Israeli flotilla probe: Use of live fire by commandos ‘justified’
Mistakes were made at a “relatively senior” level during Israel’s deadly raid on a Gaza-bound aid boat but the use of live fire by commandos was justified, the results of military probe showed Monday.
“Mistakes were made in the various decisions taken, including within relatively senior ranks, which contributed to the result not being as we would have wished,” retired general Giora Eiland told reporters in Tel Aviv on Monday as he presented the results of the internal inquiry.
“In this inquiry we found that there were some professional mistakes regarding both the intelligence and the decision-making process,” said Eiland, who chaired the panel tasked with examining how the operation unfolded and learning lessons from it.
The Eiland Committee began its work on June 7, exactly a week after the botched naval raid in which Israeli navy commandos launched a pre-dawn raid on a Turkish ferry carrying more than 600 people.
In the resulting fracas, nine Turkish nationals were shot dead and dozens of other people injured, including seven Israeli commandos.
The raid, conducted in international waters, provoked a global backlash against Israel and prompted widespread calls for an international probe.
The Israeli government rejected the demands and instead ordered the military to launch an internal investigation.
Chief of Staff Gabi Ashkenazi said the report had found no evidence of “negligence.”
“Neither I nor the investigating team detected any omission or negligence, but certainly, in an investigation as thorough as this, errors were found which must be corrected for the future,” Ashkenazi said in a statement.
Details in the 150-page report also concluded that the use of live fire was “justified” and that troops on board the Turkish-owned Mavi Marmara had behaved in a “very professional and courageous way.”
“The report … determines that the use of live fire was justified and that the entire operation is estimable,” a military statement said.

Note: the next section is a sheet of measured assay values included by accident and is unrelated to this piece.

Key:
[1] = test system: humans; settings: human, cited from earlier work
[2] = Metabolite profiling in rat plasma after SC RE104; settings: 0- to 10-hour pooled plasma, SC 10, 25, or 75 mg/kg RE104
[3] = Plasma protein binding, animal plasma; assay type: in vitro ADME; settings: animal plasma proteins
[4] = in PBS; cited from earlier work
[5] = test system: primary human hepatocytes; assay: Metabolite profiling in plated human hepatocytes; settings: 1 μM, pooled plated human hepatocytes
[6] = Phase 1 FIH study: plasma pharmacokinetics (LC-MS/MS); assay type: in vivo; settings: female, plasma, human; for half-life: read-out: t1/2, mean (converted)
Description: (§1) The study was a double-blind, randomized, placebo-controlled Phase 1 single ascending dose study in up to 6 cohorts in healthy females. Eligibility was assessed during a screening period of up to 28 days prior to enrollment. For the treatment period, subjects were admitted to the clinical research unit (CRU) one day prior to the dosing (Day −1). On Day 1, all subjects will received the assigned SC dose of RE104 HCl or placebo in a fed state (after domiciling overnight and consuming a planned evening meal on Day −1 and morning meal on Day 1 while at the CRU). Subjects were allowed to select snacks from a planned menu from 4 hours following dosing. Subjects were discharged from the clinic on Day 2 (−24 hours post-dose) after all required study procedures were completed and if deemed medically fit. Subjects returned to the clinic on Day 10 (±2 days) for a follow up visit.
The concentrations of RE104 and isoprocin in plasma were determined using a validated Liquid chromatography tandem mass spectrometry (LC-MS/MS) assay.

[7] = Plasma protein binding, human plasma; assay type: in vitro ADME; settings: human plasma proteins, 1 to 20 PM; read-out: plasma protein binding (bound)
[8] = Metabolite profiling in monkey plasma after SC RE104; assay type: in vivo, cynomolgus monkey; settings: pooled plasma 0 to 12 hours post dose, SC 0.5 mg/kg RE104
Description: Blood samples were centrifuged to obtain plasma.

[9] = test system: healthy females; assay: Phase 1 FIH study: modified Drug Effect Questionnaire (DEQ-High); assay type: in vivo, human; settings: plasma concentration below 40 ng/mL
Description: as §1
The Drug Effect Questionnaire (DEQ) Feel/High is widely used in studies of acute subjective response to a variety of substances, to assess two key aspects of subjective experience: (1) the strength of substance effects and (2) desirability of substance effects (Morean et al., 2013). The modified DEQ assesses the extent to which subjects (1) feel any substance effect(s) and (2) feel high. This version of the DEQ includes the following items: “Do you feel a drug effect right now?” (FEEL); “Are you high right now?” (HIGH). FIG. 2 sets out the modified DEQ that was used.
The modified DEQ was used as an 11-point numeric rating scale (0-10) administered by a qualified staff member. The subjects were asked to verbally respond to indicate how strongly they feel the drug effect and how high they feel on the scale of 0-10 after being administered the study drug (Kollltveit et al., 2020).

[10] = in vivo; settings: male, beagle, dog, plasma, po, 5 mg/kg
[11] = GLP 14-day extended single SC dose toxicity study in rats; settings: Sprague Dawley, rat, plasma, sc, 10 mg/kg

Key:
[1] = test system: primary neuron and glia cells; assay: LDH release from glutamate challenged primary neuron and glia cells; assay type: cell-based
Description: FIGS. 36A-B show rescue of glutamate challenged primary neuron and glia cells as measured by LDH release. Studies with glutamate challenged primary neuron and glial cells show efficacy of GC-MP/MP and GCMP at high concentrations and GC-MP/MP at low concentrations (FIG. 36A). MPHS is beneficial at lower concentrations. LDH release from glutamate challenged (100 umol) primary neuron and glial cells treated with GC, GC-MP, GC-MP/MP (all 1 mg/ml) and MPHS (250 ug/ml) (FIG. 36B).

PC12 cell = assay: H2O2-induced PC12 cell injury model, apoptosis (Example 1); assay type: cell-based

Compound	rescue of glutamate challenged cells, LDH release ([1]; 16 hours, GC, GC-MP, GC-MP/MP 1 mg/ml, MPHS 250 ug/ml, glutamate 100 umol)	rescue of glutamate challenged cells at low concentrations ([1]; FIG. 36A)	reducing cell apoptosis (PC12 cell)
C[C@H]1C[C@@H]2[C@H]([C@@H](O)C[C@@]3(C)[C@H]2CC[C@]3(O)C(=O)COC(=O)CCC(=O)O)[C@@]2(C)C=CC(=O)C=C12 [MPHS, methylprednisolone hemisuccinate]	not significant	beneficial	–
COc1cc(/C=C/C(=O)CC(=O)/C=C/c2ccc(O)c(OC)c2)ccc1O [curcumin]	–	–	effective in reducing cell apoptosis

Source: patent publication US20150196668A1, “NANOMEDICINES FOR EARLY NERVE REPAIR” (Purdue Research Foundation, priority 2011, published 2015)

“They only used force when they were under immediate danger to their lives,” Eiland said.
Video footage showed the commandos being beaten as they boarded the Mavi Marmara ferry and Israel says its commandos only used force after they were attacked with sticks and stabbed.
But those on board the ship insist that the troops opened fire as soon as they landed.
Investigators also found flaws in intelligence gathering and said the navy failed to sufficiently consider the possibility the troops could encounter violent resistance during the operation.
“In terms of the intelligence effort, the team concluded that not all possible intelligence gathering methods were fully implemented and that the coordination between navy intelligence and the Israel defence intelligence was insufficient,” the military said.
The anticipated level of violence used “was underestimated,” it said, noting that the troops had not prepared any alternative course of action.
Eiland also said the committee had found evidence of “at least one weapon” on the ship before it was stormed — a statement which contradicts claims by those on board.
The retired general on Sunday presented the team’s conclusions to Ashkenazi and other military top brass involved in the preparations and the actual boarding of the flotilla, including Defence Minister Ehud Barak.
Israel has consistently argued in favour of its right to stop vessels travelling to Gaza since they could be carrying weapons for Hamas, an Islamist movement committed to the destruction of Israel which controls that Palestinian territory.